In terms of oil/gas production or coal-fired generation, both of which it owns, Rapid City, SD-based Black Hills Corp. and its operating units in those areas are taking a wait and see attitude, according to CEO Dave Emery, who made the observation during a conference call with financial analysts last Friday.

Black Hills estimated that in 2011 there could be slightly higher natural gas wholesale prices and slightly elevated amount of production, but that may be misleading since Emery assured analysts that the company sees little change from its projections earlier in the year that saw gas prices and production staying flat.

"We've said for the last couple of years in this low-priced environment, particularly on the natural gas side, we would only pursue projects that made real good economic sense because we are in a position where most of our acreage is held by production," Emery said in response to a question from an analyst. "We're just not doing a whole lot of gas drilling.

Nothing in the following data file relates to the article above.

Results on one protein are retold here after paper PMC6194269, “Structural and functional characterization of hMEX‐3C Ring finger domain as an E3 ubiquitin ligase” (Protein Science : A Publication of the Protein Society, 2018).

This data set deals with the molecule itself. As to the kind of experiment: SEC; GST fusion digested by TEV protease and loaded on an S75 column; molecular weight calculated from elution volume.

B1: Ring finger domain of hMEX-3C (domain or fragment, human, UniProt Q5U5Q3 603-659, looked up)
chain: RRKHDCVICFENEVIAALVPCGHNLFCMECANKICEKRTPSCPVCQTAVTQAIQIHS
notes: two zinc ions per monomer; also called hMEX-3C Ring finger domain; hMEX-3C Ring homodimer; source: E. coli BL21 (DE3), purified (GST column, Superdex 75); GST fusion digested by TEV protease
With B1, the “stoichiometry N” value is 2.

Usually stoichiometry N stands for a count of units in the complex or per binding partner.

"We have done a little bit of shale testing, and a few things like that, but we've been real measured in our capital deployment. A fairly large part of our planned capital expenditures ($40 million in 2010) will be related to oil plays, such as the Bakken oil play in the Williston Basin in North Dakota."

Emery said Black Hills has said with what he called "somewhat depressed prices," and with all the other construction going on, the holding company has tried to limit spending on exploration and production to approximate cash it is producing.

"It is not a hard and fast rule, so if we found a really good project we might deviate. For planning purposes that is what we are looking at. We're doing some testing that hopefully will set us up to take full advantage of higher prices when they do start moving up again."

In response to questions about coal, Emery said Black Hills does not expect to have the large number of unplanned outages that have been experienced in 2010 at its coal-fired units. Besides the unusual amount of unplanned outages, he said there was also a drop in demand for the coal-fired power ongoing this year. "We're just not running the plants as much, although we expect a little more normal year [for coal-fired generation] next year," Emery said.

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